Christmas Day has passed, and for many of us it is a temptation to move on with our agendas. The New Year is approaching and we might tend to begin focusing on the world’s calendar time. This Gospel text helps us remember the story in which we remain as people of God focused on the Kingdom of God. To us has been born a Savior, who is the Messiah, the Lord! What difference will we allow this to make to our lives? Luke’s narrative has much to speak to us…
The passage opens describing Mary and Joseph as they bring the baby Jesus to the temple in accordance with Israelite laws.( See Leviticus 12) The offering they bring tells the reader they are poor and cannot afford a lamb. Beyond simple logistical information, this fact maintains Luke’s theme that God uses humble means to enter into humanity. This was presented earlier by calling poor shepherds as the first visitors and using a dirty feeding trough for the first crib. Perhaps it invokes thought from us: how might we live into God’s pattern of presenting the Gospel through humble avenues, rather than investing in entertaining shows which feed a culture of consumerism more than our souls?
Next, Luke brings our attention to a character whose role is brief but influential: Simeon. His description is interesting. Simeon is not given a title. He is not a priest or a rabbi. He isn’t even assigned the title of prophet, which Luke gives to Anna just a few verses later. He is simply described as “righteous and devout.” We are told he has been looking forward to God bringing comfort to Israel and that the Holy Spirit rested on him. It is a simple description, but one with which the preacher might find it helpful to sit a while.
The Holy Spirit rested on him. This seems significant. Along with this statement, we learn the Holy Spirit also revealed something to Simeon (that he wouldn’t die before he had seen the Messiah), and that the Spirit guided him into the temple (to experience all that happened next). Perhaps part of the profound message Luke is communicating here is the work the Holy Spirit wants to do in our lives. We do not have to be a priest or a rabbi, or a minister or a scholar, etc., to experience the work of the Spirit in a deep and meaningful way. (And just because we are of named title doesn’t mean we automatically will!)
The Holy Spirit rested on him. The Spirit revealed to him and guided him. How does the Spirit’s presence come to someone like this? Simeon was righteous and devout. Likely, this means he spent ample time in prayer and mindfulness. He was also “looking forward to the consolation of Israel.” This tells the reader he had in mind the big picture. He wasn’t only looking for a resolution to the immediate needs surrounding him. When we bring ourselves devoutly before God, presenting ourselves and our mind for God to shape, the Holy Spirit does a work in us much like that done in Simeon.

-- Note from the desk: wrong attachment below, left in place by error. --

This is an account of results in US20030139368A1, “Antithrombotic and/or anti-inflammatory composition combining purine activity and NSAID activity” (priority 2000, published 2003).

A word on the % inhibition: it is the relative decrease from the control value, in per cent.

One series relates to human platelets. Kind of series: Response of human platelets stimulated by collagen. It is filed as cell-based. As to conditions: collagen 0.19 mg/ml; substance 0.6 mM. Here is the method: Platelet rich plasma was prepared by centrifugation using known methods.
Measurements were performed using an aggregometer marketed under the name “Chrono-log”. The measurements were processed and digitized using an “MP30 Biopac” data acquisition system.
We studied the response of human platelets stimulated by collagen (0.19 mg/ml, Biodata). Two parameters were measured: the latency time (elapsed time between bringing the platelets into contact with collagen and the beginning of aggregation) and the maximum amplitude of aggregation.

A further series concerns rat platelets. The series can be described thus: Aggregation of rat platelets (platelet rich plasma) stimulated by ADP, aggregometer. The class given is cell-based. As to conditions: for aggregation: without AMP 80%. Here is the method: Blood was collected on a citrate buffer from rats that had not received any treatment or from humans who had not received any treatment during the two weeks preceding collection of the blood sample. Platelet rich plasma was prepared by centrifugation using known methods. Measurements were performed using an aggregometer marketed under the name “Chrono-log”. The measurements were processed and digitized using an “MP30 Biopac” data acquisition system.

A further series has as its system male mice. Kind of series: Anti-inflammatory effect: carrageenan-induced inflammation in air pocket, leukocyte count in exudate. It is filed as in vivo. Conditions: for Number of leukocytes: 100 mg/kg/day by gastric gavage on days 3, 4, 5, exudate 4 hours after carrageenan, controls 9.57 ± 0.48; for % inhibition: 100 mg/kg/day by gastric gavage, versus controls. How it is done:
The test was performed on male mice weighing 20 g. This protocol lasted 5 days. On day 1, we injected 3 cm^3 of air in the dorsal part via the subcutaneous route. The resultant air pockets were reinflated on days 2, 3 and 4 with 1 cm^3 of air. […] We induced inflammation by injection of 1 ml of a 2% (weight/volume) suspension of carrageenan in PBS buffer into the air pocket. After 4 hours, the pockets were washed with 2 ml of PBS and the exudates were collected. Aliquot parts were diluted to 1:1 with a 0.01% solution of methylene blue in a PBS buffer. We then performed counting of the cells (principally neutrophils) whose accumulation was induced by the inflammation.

Through the Spirit’s work in Simeon’s life, he truly understood what the presence of the Messiah was meant to be. Far from simply conquering the rulers of their time, the Messiah was to bring “salvation,” “a light for revelation…and for glory,” and someone who “will be opposed so that the inner thoughts of many will be revealed.” Not everything would be perfect. Simeon knew that Mary would experience a soul-piercing sword. The Messiah’s coming did not mean everything would be happy and peaceful. It meant simply and yet profoundly that Immanuel had come. God is with us.
The Holy Spirit rested on him. Simeon understood the presence of the Messiah because he already knew the presence of the Holy Spirit.
Then Luke brings our attention to the prophetess, Anna. Much like Simeon, she has a devout heart constantly turned toward God. When we read that she never left the temple, but “worshiped there with fasting and prayer night and day,” we might take a step back and believe the presence of the Holy Spirit is only for the great saints of the faith.
But what gave this woman such passion for God? We know she became a widow at a young age. She knew sorrow, like many of us. And instead of allowing sorrow to overtake her life, she allowed the Holy Spirit to spring up hope in her. It was a hope nurtured through worship and praise and prayer and fasting. These are not things only done by extraordinary saints! These things can be done by very ordinary people. People like any of us.
Could this be Luke’s invitation to us? Immanuel has come. God is with us! And because of this, the Holy Spirit can rest on us. Even when a sword of sorrow has pierced our soul, the Holy Spirit can nurture hope in us. If only we will come as we are. We can come from a life of brokenness. We can come so poor that we can’t even afford the proper things. The Holy Spirit wants to rest on our broken lives. Christ wants to turn our brokenness into worship, even if that worship begins as lament. Let us present ourselves to God in worship, in praise, in fasting and prayer. We don’t need to have fancy titles to experience the presence of God.
Immanuel has come. God is with us! Come, Holy Spirit, and rest on us.
 Although John Wesley seems to interpret the phrase “The Holy Spirit rested on him” as an indication that Simeon was a prophet. See John Wesley, “Wesley’s Notes on the Bible,” [cited 20 October 2017]. Online: http://www.ccel.org/ccel/wesley/notes.i.iv.iii.html.